June 28, 1998
June 28, 1998
July 1, 1998
3.70.1 - 3.70.7
Adventures in Cooperative Learning: An Ongoing Experiment
Sandra A. Yost, P.E., Ph.D. N. Mohankrishnan, Ph.D. University of Detroit Mercy
Global competition has and will continue to drive the ways in which U.S. companies do business. Increasingly, those who hire engineering graduates look for employees who are not only technically proficient, but who have also demonstrated leadership and initiative in team settings. Since much engineering work takes place in teams, cooperative learning is a useful paradigm for developing these skills in our students. Furthermore, participation in groups representing a diversity of backgrounds and cultures prepares the engineering graduate to function in the global arena.
Many studies argue that the use of formal cooperative learning groups in engineering courses has a positive effect on student outcomes. While the literature reports many successes with this teaching methodology, it is more difficult to find practical strategies for beginning to integrate cooperative learning groups in a significant way in courses that have traditionally been taught in a predominantly lecture mode.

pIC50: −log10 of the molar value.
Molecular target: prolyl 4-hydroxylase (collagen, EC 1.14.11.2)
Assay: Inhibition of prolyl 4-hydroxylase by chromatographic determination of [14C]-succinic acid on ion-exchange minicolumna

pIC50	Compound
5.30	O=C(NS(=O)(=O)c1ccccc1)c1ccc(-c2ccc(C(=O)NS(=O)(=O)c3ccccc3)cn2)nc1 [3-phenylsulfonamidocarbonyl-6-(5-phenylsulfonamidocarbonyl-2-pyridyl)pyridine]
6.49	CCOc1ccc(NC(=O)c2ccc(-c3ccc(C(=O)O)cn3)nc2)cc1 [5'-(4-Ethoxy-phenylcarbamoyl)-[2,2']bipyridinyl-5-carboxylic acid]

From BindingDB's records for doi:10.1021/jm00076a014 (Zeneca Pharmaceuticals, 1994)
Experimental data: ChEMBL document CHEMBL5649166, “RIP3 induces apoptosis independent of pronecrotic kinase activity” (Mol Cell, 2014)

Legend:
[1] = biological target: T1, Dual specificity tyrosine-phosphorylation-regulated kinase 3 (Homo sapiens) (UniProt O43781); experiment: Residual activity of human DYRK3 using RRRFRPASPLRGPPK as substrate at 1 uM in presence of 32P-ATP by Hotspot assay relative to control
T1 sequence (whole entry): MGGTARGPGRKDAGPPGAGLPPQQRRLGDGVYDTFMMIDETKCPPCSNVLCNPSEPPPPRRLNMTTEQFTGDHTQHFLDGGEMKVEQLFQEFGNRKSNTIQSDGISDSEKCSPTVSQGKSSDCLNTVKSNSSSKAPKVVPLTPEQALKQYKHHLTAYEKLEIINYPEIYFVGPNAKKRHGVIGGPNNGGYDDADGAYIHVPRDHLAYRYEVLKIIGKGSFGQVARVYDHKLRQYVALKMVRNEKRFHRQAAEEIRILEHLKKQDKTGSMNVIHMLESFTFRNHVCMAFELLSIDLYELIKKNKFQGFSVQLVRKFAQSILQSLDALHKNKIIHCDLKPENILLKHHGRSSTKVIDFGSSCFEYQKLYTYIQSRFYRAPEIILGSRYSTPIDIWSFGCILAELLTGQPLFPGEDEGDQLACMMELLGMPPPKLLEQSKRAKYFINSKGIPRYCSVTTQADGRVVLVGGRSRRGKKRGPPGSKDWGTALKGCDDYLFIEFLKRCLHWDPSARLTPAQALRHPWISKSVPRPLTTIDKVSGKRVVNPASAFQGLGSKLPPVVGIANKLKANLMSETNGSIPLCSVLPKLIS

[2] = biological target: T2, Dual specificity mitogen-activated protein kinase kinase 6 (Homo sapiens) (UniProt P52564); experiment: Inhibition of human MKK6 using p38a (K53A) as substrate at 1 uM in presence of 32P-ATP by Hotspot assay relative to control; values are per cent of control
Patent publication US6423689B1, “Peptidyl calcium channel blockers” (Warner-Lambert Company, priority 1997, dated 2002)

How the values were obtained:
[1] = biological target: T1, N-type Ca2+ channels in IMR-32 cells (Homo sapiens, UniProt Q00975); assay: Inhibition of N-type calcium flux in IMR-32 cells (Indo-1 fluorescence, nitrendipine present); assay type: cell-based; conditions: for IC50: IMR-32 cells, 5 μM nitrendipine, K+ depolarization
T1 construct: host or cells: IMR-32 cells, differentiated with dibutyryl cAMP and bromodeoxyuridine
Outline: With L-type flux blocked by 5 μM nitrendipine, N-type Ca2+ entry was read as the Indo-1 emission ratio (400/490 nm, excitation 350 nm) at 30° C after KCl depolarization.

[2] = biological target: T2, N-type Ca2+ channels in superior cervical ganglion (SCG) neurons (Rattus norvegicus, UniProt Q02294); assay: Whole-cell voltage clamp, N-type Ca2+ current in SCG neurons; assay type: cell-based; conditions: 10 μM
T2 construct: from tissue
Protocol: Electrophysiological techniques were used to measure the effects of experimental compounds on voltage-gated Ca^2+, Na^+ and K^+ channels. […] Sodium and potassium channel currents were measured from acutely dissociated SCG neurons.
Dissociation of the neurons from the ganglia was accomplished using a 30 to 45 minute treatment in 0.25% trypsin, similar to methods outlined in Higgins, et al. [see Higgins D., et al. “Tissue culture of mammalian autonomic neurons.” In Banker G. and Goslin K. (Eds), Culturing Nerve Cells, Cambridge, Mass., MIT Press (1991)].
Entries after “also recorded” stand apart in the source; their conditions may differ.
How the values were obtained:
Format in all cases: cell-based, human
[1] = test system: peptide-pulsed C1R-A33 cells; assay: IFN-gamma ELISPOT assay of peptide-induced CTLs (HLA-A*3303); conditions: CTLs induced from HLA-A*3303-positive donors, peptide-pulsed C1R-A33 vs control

This paper approaches the adoption of a formal cooperative learning component from a practical perspective. The first author has implemented a formal cooperative learning component in engineering courses taught in the last two years. The strategies discussed here result from these early attempts to make cooperative learning groups work, providing a useful guide for instructors who wish to incorporate this innovative teaching style into their own courses. The paper also discusses the results of a recent experiment in cooperative learning conducted by the co-authors.
Cooperative learning can be defined as the “instructional use of small groups so that students work together to maximize their own and each others’ learning.”  Numerous studies, including [1-4] and many others, conclude that the proper use of cooperative learning techniques in the classroom has a positive effect on the students’ mastery of important concepts. Students who participate in such groups also learn important lessons in teamwork, communication, and leadership. Such attention to the development of both technical and professional skills is of the same spirit articulated in the ASEE report titled “Engineering Education for a Changing World”.
In this paper, we describe an experiment designed to assess how well the incorporation of a formal cooperative learning component enhanced student learning in an engineering course. While the results are important and will be discussed, we feel that the practical lessons learned in developing this style of instruction will be of the most use to instructors who wish to use this
Mohankrishnan, N., & Yost, S. (1998, June), Adventures In Cooperative Learning: An Ongoing Experiment Paper presented at 1998 Annual Conference, Seattle, Washington. https://peer.asee.org/6910
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